- What is it?
An Ecological Risk Assessment (ERA) is the process that evaluates the likelihood that adverse ecological effects are occurring or may occur as the result of exposure to one or more stressors. In CERCLA or RCRA Corrective Action, ERA is used specifically to mean a qualitative and/or quantitative evaluation of the actual or potential impacts of contaminants from hazardous waste sites on plants and animals. Human beings and domesticated animals are not included in this definition. For ecological risk to exist, the contaminant must have the ability to cause an adverse effect and it must co-occur with or contact a plant or animal long enough and at a strong enough intensity to cause the adverse effect.
- Why is this important?
We hold ourselves to a very high standard of protecting the environment, as well as human health. An ERA is an integral portion of the Remedial Investigation (RI) / Feasibility Study (FS) process designed to support risk management decision-making. The RI component of the process characterizes the nature and extent of contamination, and estimates risk to the environment (ecology) posed by contaminants at the site. The FS component develops and evaluates remedial options. Even though the majority of DoD sites are not designated as Superfund sites, ERAs are performed under the US Environmental Protection Agency (EPA) Office of Solid Waste and Emergency Response (OSWER) Ecological Risk Assessment Guidance for Superfund: Process for Designing and Conducting Ecological Risk Assessments.
- How do we do ERAs?
Following the U.S. EPA OSWER Superfund guidance for ERAs, we utilize an eight-step process: (1) Screening-level problem formulation and ecological effects evaluation; (2) Screening-level exposure estimate and risk calculation; (3) Baseline risk assessment problem formulation; (4) Study design and data quality objective process; (5) Field verification of sampling design; (6) Site investigation and analysis phase; (7) Risk characterization; and (8) Risk management.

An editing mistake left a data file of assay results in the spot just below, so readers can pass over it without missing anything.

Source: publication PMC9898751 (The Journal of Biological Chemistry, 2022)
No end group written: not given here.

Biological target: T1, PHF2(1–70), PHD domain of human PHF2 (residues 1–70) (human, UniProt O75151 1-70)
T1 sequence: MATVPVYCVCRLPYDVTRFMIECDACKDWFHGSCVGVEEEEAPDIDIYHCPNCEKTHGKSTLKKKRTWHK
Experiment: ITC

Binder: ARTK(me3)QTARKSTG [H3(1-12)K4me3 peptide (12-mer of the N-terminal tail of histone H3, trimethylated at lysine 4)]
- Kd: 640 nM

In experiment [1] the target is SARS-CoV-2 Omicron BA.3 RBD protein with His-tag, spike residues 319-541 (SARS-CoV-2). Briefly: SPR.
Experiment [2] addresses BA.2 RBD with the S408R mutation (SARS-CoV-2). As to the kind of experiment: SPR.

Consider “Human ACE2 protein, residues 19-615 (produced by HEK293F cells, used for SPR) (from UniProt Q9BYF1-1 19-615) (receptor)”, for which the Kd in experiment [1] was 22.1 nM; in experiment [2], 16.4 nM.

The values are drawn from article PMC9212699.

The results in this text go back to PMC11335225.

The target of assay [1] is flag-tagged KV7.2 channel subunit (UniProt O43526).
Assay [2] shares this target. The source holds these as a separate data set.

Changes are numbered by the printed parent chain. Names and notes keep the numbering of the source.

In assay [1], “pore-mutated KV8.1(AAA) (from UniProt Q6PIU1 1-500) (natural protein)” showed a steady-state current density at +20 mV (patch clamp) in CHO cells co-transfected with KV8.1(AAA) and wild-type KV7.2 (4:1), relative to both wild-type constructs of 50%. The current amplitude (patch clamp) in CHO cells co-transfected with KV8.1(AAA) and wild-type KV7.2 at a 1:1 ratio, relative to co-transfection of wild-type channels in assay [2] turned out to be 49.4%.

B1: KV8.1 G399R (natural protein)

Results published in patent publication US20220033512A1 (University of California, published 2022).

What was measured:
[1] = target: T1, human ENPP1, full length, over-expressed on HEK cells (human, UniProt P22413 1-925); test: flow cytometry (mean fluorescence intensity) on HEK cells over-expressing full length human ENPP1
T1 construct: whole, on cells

Step 3 may not be applicable, as Baseline ERAs (BERAs) are not always accomplished; often there is only a site-level ERA. However, the basic steps within Step 3 are examined, e.g., refinement of the preliminary Contaminants of Concern (COCs), literature search for known ecological effects of the species of concern at the site, contaminant fate and transport, the ecosystem(s) potentially at risk, complete exposure pathways, selection of assessment endpoints, refining the conceptual model, and possibly setting the scientific/management decision point (SMDP).
- What assistance is available?
In 1993, the Army formed a group referred to as the Biological Technical Assistance Group (BTAG) to provide technical guidance to Army restoration project managers in the area of ecological risk assessment in response to BTAGs being formed at each of the U.S. EPA Regional Offices, but the Army BTAG was disbanded in 2008. For assistance with specific ERA issues, individuals or installations may contact the Army Institute of Public Health/U.S. Army Public Health Command (AIPH/PHC), U.S. Army Edgewood Chemical & Biological Center (ECBC), the U.S. Army Corps of Engineers (USACE), or the AEC individuals who specialize in risk assessment protocols, ecology, toxicology and natural resources.
- Read more about it:
- Technical Document for Ecological Risk Assessment: Planning for Data Collection (2002)
- Technical Document for Ecological Risk Assessment: Process for Developing Management Goals (2005)
- Incorporating Bioavailability into the Conceptual Site Model
- Incorporating Bioavailability into Risk Assessment and Risk Management
- Overview of Metals Bioavailability (Part 1)
- Technical Background Document for Assessing Metals Bioavailability (Part 2)
- Tri-Service Remedial Project Manager’s Handbook for Ecological Risk Assessment (2000)
- Tri-Service Position Paper on Background Levels in Risk Assessment
- Tri-Service Environmental Risk Assessment Workgroup Questions/Answers on Dioxin (2013)
- Uncertainty in Ecological Risk Assessment (2014)
- Principals of Environmental Restoration and their Application to Streamlining Initiatives
- Principals of Environmental Restoration (2004)
- Contaminants in the Subsurface: Source Zone Assessment and Remediation (2004)
- Alternatives for Managing the Nation's Complex Contaminated Groundwater Sites (2012)